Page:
Red porgy

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Red porgy
Pagrus pagrus.jpg
Pagrus pagrus1.jpg
Scientific classification
Kingdom: Animalia
Phylum: Chordata
Class: Actinopterygii
Order: Perciformes
Family: Sparidae
Genus: Pagrus
Species: P. pagrus
Binomial name
Pagrus pagrus
Synonyms[2]
  • Pagrus sedecim Ginsburg, 1952
  • Pagrus vulgaris Valenciennes, 1830
  • Sparus pagrus Linnaeus, 1758

The red porgy (Pagrus pagrus), or common seabream, is a species of marine ray-finned fish in the family Sparidae. It is found in shallow waters on either side of the Atlantic Ocean, being present on the western coast of Europe and the Mediterranean Sea as well as the eastern coasts of North and South America and the Caribbean Sea. It feeds on or near the seabed and most individuals start life as females and later change sex to males.

Taxonomy[edit]

This fish was first described in 1758 by the Swedish naturalist Carl Linnaeus in the tenth edition of his System Naturae. He gave it the name Sparus pagrus but it has since been moved to the genus Pagrus.[2] Common names given to this fish include red porgy, common seabream and porgy. Along the Gulf Coast, it is known as the white snapper, even though it is not a true snapper.[3] In the United Kingdom, it is known as Couch's seabream after the Cornish ichthyologist Dr. Jonathan Couch who first discovered this species in the waters around Britain.[4]

Description[edit]

The red porgy is a moderately deep-bodied fish with an oblong shaped body. The standard length is 75 cm (30 in), although a more typical length is about half of this. The dorsal fin has eleven to thirteen spines and nine to ten soft rays while the anal fin has three spines and seven to eight soft rays. This fish is a silvery-pink colour, with darker patches on the nape and behind the pectoral fins. The caudal fin is dark pink with paler tips, and the other fins are pale pink.[5]

Distribution and habitat[edit]

The red porgy is found in warm coastal waters on either side of the Atlantic Ocean. On the eastern side, its range extends from southern Britain to Western Sahara, including the waters around the Canary Islands and Madeira and the Mediterranean Sea; its range includes the Sea of Marmara but does not extend into the Black Sea. On the western side of the Atlantic, its range extends from the eastern coast of the United States southward to Argentina; it is present in the Gulf of Mexico and the western part of the Caribbean Sea but not the eastern part. Although it may go as deep as 250 m (820 ft), it more commonly occurs at depths between 10 and 80 m (30 and 260 ft), on continental shelves.[1] It is a demersal species, being found over both rocky areas and areas with soft sediment; juveniles often inhabit beds of seagrass or sometimes enter lagoons.[5]

Ecology[edit]

Red porgies are demersal fish, feeding mostly on or near the seabed on crustaceans, molluscs and small fish.[6]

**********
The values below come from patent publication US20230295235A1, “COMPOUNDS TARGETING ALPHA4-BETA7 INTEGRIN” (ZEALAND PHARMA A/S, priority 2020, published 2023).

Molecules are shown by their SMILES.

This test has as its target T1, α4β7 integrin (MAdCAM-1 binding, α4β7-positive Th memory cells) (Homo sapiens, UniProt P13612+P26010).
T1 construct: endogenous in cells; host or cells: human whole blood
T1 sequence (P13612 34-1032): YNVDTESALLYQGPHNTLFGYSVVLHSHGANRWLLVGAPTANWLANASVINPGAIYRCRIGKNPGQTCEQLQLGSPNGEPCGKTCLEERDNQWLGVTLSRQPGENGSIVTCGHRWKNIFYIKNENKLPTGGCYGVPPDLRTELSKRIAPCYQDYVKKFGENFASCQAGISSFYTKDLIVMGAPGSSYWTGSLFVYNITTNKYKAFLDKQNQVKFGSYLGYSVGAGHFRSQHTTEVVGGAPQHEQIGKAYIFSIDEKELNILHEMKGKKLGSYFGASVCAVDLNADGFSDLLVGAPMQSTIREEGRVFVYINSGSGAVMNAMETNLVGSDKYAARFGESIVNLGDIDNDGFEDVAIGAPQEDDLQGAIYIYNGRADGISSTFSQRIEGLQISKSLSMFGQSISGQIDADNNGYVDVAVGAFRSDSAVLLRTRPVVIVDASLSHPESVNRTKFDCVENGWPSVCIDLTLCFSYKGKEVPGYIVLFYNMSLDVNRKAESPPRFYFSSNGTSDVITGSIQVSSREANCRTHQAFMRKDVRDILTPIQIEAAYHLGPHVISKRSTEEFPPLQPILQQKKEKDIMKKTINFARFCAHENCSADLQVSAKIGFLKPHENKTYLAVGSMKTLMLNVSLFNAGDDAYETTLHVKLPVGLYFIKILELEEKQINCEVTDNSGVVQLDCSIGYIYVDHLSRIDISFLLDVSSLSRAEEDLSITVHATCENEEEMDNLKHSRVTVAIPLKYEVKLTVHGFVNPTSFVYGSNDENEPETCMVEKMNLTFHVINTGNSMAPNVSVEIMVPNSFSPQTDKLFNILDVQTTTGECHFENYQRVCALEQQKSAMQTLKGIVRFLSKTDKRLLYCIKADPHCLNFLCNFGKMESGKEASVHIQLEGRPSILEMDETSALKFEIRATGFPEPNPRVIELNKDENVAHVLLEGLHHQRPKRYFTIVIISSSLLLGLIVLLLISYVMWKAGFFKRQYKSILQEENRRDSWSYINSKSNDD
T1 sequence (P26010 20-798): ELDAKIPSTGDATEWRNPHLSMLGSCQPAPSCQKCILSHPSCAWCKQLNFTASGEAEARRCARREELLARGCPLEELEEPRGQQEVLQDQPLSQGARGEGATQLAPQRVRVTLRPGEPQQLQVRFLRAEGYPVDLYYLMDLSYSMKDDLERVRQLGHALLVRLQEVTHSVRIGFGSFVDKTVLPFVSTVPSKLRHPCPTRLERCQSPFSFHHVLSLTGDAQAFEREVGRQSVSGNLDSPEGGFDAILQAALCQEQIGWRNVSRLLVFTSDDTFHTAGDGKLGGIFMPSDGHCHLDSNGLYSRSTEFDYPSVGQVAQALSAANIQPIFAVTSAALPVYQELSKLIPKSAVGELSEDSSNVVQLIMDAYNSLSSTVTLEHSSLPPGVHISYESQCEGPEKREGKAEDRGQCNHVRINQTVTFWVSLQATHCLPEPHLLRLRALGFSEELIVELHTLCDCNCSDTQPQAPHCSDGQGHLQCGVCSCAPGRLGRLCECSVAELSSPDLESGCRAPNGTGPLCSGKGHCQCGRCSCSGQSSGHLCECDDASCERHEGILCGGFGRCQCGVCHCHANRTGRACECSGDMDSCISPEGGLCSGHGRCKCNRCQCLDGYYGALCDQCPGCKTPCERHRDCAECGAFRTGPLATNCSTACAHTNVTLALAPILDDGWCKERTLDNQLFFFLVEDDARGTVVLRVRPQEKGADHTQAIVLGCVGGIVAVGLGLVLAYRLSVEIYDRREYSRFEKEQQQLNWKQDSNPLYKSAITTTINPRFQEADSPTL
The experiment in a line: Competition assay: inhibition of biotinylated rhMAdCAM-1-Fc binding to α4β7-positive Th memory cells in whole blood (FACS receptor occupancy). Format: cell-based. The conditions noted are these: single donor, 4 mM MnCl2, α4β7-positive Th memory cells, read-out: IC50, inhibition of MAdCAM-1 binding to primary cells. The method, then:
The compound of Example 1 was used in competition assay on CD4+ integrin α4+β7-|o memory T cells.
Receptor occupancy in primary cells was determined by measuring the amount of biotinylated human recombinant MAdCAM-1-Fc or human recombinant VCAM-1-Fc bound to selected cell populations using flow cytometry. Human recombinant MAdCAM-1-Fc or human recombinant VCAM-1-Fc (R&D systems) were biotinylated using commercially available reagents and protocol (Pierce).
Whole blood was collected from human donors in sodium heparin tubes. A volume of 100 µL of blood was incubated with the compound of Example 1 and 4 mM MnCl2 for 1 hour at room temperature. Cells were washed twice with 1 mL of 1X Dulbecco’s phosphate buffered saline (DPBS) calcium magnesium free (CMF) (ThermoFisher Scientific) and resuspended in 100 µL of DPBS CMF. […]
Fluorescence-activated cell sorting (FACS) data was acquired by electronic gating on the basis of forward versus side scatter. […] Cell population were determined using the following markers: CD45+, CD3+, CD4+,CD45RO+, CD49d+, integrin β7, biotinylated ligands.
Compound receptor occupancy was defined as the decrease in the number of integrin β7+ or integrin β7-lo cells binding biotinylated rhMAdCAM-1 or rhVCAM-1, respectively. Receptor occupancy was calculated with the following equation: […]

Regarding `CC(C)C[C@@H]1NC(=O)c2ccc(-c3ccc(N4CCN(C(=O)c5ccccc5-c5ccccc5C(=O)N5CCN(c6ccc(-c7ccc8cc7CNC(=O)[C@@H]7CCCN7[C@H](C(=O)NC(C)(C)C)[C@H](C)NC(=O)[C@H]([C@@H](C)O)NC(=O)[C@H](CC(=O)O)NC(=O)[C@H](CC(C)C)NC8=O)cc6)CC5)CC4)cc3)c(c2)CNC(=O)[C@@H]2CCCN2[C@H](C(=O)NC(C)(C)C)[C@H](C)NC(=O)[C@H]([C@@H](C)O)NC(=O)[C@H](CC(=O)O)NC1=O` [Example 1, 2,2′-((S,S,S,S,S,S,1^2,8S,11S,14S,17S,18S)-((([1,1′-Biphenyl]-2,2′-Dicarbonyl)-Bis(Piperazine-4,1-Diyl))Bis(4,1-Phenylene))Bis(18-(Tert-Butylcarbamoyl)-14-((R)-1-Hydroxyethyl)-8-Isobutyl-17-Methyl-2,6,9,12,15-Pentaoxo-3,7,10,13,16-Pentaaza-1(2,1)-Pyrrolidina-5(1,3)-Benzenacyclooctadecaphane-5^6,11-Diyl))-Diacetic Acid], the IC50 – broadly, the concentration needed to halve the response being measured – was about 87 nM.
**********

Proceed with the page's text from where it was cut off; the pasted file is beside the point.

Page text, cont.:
They are protogynous hermaphrodites, with most individuals starting life as females and at some point changing sex to males.[6] The fish reach sexual maturity at two or three years of age. The sex change occurs at a wide range of sizes (206 to 417 mm (8.1 to 16.4 in) TL) and a wide range of ages (two to nine years). Not all fish change sex: some fish are primary males whose ovarian tissue atrophies before they reach maturity, others are secondary males, behaving as females for a few cycles before changing sex, and some remain as females even when large, with only rudimentary male tissue being present. There is some evidence that the timing of the sex change is linked to social or environmental factors.[1]

Status[edit]

The red porgy is an important species for both commercial and recreational fishing, especially on the southeastern coast of the United States, Argentina, and the Mediterranean Sea. It is usually taken by rod and line. Populations have declined because of over-exploitation, but in some areas minimum size limits have been set to try to redress this. Stocks have also been augmented by the use of aquaculture, particularly in the Mediterranean, and aquaculture is being considered in North America. Despite the population declines in some areas and the fish's complex biological needs, overall, it is not at risk of extinction and the International Union for Conservation of Nature has assessed its conservation status as being of "least concern".[1]

References[edit]

  1. ^ a b c d Russell, B.; Pollard, D.; Carpenter, K.E. & Vega-Cendejas, M. (2014). "Pagrus pagrus". The IUCN Red List of Threatened Species. IUCN. 2014: e.T15873A788483. doi:10.2305/IUCN.UK.2014-3.RLTS.T15873A788483.en. Retrieved 23 October 2018. (old version)
  2. ^ a b c Bailly, Nicolas (2018). "Pagrus pagrus (Linnaeus, 1758)". World Register of Marine Species. Retrieved 24 September 2018.
  3. ^ "White Snapper & Porgie Fishing Charters in Gulf Shores". Gulf Shores Fishing Charters. Retrieved 22 October 2018.
  4. ^ "Bream species: Couch's bream". British Sea Fishing. Retrieved 22 October 2018.
  5. ^ a b "Common sea bream (Pagrus pagrus)". Fishes of the NE Atlantic and the Mediterranean. Marine Species Identification Portal. Retrieved 25 September 2018.
  6. ^ a b "Pagrus pagrus (Linnaeus, 1758): Red porgy". FishBase. Retrieved 28 September 2018.